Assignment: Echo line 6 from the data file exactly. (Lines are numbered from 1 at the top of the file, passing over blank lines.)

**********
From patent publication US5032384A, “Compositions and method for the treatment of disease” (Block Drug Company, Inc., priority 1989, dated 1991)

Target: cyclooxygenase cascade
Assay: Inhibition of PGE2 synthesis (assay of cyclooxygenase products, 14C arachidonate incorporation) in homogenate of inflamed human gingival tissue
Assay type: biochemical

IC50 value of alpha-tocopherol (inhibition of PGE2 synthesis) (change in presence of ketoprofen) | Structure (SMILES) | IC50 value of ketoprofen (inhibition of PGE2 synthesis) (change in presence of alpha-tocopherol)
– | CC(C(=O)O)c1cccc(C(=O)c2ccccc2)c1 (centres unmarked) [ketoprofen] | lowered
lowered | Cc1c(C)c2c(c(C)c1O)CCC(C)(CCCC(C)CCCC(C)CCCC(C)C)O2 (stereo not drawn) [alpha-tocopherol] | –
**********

– | CC(C(=O)O)c1cccc(C(=O)c2ccccc2)c1 (centres unmarked) [ketoprofen] | lowered